After the confrontation, everything settles down again and Duncan finds out that Lucas and the new Sheriff seemed to go out of their way to avoid each other. You can see the wheels turning in Duncan’s head on that point.

We cut away from the diner briefly to see Powell and Randi the Reporter talking. Powell lets her know that he is taking Leo back to Seacouver for psychiatric evaluation.

Duncan flashes back again to being hanged in the Civil War South. And then being dug up by Desiree. Duncan points out that “some would say this is a good time to take my head” to which Desiree shows his honor by noting the truth of that but not attempting to do so. When the two of them discuss why they’re fighting, Desiree says he’s fighting for the South because “we just get attached to the people, don’t we.” So he’s not a Confederate soldier because he believes in the cause. Rather, he’s a Confederate soldier because he feels some attachment for the people on their side.

The point here seems to be a true one. Conflict is never completely without its shades of gray. As a foundation for a friendship between Duncan and Desiree, this one makes some sense. Duncan is a very loyalty-driven character.

When Duncan and Richie leave the diner, they are greeted by a bunch of locals who want to beat them up. Or worse. It’s not completely clear why the locals are doing this except that maybe the guy Duncan embarrassed earlier rounded up the posse to get some payback. At this point, the Sheriff shows up and lets this local mob know that Powell is leaving with the prisoner. So they disperse. Duncan senses that the Sheriff is an Immortal. It is more than implied that this mob is going to prevent Powell from crossing the county line before they enact some “local justice.”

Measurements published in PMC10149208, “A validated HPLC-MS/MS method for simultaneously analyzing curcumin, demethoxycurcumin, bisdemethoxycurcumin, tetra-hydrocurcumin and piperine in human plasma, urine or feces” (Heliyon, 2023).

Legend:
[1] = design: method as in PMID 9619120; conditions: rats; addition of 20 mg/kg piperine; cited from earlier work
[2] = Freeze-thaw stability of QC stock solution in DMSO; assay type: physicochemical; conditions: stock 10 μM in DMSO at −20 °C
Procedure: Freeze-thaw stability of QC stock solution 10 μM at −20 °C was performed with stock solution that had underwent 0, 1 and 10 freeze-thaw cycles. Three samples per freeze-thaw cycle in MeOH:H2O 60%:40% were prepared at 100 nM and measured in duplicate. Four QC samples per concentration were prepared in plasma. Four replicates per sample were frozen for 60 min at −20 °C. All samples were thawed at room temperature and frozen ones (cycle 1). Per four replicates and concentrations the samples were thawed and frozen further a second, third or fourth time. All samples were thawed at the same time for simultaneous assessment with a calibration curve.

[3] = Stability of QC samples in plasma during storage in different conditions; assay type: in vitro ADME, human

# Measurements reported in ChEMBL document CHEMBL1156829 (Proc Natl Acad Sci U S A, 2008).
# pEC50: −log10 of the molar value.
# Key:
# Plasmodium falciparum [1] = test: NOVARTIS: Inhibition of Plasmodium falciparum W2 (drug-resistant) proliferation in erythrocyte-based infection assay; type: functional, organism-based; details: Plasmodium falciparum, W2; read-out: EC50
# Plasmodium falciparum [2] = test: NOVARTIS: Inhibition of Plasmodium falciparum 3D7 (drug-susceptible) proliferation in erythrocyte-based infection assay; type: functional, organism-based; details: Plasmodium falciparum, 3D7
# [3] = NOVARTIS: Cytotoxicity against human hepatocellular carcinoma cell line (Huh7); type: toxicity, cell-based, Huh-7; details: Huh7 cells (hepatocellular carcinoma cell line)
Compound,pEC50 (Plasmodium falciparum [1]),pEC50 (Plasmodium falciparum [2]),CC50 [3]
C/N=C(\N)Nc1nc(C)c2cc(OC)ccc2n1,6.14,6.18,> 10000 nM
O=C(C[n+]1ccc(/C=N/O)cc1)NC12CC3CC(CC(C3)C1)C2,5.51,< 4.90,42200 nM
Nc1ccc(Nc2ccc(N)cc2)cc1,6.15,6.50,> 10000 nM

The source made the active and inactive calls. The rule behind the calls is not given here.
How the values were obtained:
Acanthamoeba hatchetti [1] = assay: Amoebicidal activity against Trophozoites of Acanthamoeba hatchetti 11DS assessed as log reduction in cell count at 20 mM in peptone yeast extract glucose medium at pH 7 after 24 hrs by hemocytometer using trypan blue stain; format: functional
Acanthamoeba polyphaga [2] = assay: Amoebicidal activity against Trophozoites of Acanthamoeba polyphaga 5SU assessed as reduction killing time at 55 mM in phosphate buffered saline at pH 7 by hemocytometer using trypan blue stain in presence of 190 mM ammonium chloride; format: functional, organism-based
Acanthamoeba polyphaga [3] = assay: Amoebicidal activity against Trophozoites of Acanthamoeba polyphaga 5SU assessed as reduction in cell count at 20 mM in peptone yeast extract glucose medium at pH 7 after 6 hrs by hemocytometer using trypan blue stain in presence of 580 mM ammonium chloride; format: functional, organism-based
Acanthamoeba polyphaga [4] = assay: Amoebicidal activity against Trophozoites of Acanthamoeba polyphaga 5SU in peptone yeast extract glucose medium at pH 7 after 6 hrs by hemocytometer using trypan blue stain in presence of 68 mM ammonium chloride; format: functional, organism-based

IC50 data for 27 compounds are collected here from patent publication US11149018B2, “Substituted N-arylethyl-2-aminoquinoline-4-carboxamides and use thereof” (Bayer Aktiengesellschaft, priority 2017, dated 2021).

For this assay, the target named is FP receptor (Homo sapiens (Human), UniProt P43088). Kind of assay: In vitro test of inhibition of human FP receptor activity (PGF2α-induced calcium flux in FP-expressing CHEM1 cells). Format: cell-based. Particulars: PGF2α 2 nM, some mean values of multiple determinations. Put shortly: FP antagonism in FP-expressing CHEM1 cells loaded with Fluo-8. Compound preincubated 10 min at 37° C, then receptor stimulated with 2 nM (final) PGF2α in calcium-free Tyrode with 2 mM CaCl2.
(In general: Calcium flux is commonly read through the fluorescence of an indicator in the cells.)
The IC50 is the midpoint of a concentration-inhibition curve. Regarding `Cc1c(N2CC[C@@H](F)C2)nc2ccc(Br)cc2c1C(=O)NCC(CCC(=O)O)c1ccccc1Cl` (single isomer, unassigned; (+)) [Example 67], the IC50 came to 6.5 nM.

MacLeod sees Randi the Reporter as he and Richie are planning to leave town. He sends Richie to her news van to tip her off about what is going down. Richie rides with her, in the news van, and Duncan follows in his T-Bird.

Powell and Leo run into a barricade of cars and then get surrounded by a bunch of masked/hooded locals on their way out of town. The news van shows up just as guns are drawn. The locals want Leo and say they’ll let Powell go on his way. The camera then cuts to MacLeod sneaking around and taking out hooded men one by one before confronting their group leader. He walks up close enough to the guy’s drawn pistol. MacLeod then tells the rest of them to “go home. It’s OVER!” and… they do. Just as Powell wants to know why Duncan is even present at the scene, the news crew walks up, and Duncan sneaks off.

We cut next to Duncan approaching Desiree’s cabin. The Sheriff was there waiting for him. Unfortunately, we do not find out why the Sheriff took Desiree’s head. There does not appear to be much reason given other than Desiree’s presence in the same town being inconvenient.

This was not Duncan’s most challenging duel.

In the final scene, Powell and Leo are at the antique store with Duncan, Tessa, and Richie. He tells Duncan he may be called as a witness to the attempted prison theft. He states that the Sheriff is missing but does not appear to know that he’s actually dead.

As Leo is about to be driven by Sgt. Powell to a bus station, he looks around the antique store and offers to sell a war medal to Duncan. As it turns out… it was a purple heart. MacLeod feigns to take it, gives him some money, and then slips the medal back into Leo’s bag as he leaves.

As the show ends, we see a recently dug grave with a Confederate sword, point down in the dirt, serving as a tombstone. I assume this is Desiree’s grave, then? As the show ends we see a flash of lightning on the sword.


Treat your veterans well.